Louisiana House Passes Bill to Ban State and Local Government COVID Vaccination Mandates | Louisiana
(The Center Square) — Legislation prohibiting state and local governments from requiring proof of a COVID-19 vaccination to enter public places and private businesses cleared the House this week.
Lawmakers voted 64-31 to approve House Bill 990sponsored by Rep. Thomas Pressly, R-Shreveport, to prohibit state and local governments from requiring proof of vaccination as a condition of entry to public spaces and businesses.
“This bill does three things: First, it prohibits public vaccine warrants for COVID vaccines for entry into public or private property and for receiving goods or services,” Pressly said Wednesday. “It also has in provision B, deals with federal law and avoids preemption issues.
“And then, thirdly, it allows companies to decide whether or not to implement their own policies for their business,” he said.
Rep. Beryl Amedée, R-Gray, offered a amendment to the bill that would have deleted the third provision, which reads “nothing in this part shall be construed or interpreted as prohibiting or otherwise impairing the rights of any private company or other private entity wishing to implement a policy , procedure or requirement regarding COVID -19 vaccines.”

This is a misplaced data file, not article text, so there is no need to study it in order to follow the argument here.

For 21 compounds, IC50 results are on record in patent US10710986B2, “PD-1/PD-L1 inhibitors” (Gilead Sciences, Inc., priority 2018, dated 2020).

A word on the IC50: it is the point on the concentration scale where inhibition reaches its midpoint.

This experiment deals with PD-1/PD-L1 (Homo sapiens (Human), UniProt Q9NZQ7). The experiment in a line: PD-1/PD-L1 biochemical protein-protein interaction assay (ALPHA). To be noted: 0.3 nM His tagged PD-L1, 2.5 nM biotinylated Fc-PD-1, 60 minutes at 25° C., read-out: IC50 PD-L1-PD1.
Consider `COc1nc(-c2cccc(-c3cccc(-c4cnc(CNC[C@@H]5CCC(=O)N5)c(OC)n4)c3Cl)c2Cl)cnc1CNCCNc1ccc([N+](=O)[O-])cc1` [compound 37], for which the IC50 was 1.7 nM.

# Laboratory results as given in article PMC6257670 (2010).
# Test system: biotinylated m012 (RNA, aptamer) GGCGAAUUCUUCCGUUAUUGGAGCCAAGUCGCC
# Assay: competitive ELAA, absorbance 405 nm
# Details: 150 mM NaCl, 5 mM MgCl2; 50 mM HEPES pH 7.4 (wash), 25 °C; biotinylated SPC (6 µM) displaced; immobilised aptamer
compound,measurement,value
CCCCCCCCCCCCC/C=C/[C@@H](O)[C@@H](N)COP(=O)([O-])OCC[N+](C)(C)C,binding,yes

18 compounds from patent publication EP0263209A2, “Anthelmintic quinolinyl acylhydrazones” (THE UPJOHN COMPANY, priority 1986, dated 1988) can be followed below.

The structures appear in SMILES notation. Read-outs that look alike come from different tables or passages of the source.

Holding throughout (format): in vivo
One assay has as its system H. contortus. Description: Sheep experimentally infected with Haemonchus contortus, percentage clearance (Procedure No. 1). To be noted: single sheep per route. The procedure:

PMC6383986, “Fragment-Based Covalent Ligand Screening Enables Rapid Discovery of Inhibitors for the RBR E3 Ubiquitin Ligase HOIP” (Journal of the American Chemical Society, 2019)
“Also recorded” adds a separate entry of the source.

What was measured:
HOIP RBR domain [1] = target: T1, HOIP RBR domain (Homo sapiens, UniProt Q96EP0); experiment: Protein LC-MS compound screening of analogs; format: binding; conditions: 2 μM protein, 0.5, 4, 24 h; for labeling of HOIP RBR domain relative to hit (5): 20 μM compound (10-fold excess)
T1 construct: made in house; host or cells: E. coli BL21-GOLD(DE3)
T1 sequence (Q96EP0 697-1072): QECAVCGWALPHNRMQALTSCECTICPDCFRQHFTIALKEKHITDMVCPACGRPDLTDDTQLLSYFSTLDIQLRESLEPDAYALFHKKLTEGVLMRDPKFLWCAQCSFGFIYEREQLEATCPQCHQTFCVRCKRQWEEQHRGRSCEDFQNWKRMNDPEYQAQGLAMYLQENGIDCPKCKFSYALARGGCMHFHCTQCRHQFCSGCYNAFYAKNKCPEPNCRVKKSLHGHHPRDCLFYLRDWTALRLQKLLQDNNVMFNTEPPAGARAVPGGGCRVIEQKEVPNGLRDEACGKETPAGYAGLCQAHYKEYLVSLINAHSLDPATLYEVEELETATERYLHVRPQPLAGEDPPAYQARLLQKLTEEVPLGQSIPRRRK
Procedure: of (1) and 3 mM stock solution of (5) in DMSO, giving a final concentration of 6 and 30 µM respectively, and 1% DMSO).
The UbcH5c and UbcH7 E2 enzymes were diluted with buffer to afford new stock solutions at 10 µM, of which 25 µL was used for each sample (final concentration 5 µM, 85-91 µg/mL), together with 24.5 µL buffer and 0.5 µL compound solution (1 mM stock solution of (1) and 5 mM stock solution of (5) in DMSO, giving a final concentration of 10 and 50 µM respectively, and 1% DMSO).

“The deletion of Section C does not affect the overall intent of the bill,” she said. “The intent of the bill is to prohibit government discrimination based on COVID vaccination status. Section C is not necessary to achieve this purpose.
“Keeping Section C is problematic. Section C greenlights, endorses and promotes religious and medical discrimination in the private sector,” she argued.
Representative Raymond Crews, R-Bossier City, also came out in favor of eliminating Section C.
“First of all, I don’t think this paragraph is relevant to the bill at all,” he said. “Secondly, I agree with the precept, but not with the implementation or the result. It restricts individual freedom, and I don’t think it’s necessary.”
AmedeeThe amendment would also have injected the words “valid and enforceable” with respect to exempt federal laws into Section B of the bill.
Section B states: “The provisions of this Part do not apply to any COVID-19 vaccination mandate that is required under federal law or regulation.”
Amedee argued that the federal government had delegated the enforcement of vaccination mandates to private companies, “and the mandates are now rescinded.”
Pressly opposed the two amendments proposed by Amédée.
“I think it’s important to… make it very clear that companies decide what they want to do for their business,” he said. “Companies are owned by individuals, and I think it’s important that we keep that language.”
Pressly argued that the words “valid and enforceable” are unnecessary, citing U.S. Supreme Court precedent in Marbury v. Madison.
“It deals with what the courts are entitled to decide,” he said. “And what they’re saying is the court makes that decision. If it’s not valid federal law, then it’s not valid and enforceable, so it’s just not necessary language. .”
AmedeeThe amendment ultimately failed by a vote of 21-71.
HB 990 is now heading to the Senate for consideration.